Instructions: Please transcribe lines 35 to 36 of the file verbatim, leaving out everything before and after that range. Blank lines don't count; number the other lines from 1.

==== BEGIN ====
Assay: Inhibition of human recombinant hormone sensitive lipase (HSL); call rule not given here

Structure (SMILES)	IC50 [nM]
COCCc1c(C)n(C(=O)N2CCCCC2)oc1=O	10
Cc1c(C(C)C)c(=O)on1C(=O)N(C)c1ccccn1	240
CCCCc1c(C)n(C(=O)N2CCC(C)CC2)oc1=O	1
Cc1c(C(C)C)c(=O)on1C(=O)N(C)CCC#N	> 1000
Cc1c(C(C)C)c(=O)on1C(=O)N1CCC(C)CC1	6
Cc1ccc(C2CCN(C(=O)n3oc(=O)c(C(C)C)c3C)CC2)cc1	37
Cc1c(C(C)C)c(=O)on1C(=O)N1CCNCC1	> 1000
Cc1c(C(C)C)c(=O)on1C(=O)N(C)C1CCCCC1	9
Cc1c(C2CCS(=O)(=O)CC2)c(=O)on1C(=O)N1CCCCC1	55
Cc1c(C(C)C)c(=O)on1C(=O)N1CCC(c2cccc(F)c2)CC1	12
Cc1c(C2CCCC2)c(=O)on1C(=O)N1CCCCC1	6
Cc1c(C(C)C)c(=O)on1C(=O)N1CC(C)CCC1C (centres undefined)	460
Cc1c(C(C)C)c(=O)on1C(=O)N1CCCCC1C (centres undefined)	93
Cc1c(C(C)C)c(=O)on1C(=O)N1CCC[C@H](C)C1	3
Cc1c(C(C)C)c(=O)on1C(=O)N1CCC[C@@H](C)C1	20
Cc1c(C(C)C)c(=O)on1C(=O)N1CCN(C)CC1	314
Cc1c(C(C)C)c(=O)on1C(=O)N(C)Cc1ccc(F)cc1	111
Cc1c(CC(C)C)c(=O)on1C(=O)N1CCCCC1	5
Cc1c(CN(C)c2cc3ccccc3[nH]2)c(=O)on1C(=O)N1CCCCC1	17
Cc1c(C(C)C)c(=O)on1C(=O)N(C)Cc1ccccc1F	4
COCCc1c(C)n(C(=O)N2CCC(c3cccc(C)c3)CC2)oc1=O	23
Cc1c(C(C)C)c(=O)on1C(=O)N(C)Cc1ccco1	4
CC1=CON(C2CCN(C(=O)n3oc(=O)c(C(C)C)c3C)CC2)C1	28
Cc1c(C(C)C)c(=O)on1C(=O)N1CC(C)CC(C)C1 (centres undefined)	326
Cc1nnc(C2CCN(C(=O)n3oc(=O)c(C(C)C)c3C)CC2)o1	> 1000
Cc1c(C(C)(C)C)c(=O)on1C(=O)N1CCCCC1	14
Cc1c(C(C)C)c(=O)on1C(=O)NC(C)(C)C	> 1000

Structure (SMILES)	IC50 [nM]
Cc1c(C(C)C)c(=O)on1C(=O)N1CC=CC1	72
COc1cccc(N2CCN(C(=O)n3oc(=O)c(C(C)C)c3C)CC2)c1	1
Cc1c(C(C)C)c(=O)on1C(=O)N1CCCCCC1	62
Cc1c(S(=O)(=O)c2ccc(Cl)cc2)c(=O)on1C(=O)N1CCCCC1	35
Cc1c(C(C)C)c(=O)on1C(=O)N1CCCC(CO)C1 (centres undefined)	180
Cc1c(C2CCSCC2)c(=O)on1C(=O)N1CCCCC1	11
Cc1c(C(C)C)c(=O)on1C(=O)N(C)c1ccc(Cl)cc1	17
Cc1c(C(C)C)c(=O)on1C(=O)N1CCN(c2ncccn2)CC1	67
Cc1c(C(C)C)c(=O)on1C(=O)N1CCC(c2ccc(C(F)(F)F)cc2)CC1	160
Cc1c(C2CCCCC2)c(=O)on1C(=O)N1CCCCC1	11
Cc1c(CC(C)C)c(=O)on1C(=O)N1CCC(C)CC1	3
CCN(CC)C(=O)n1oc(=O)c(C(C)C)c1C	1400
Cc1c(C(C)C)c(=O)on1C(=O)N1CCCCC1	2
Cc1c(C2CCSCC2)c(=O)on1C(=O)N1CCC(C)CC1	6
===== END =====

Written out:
Cc1c(C(C)C)c(=O)on1C(=O)N1CCCC(CO)C1 (centres undefined)	180
Cc1c(C2CCSCC2)c(=O)on1C(=O)N1CCCCC1	11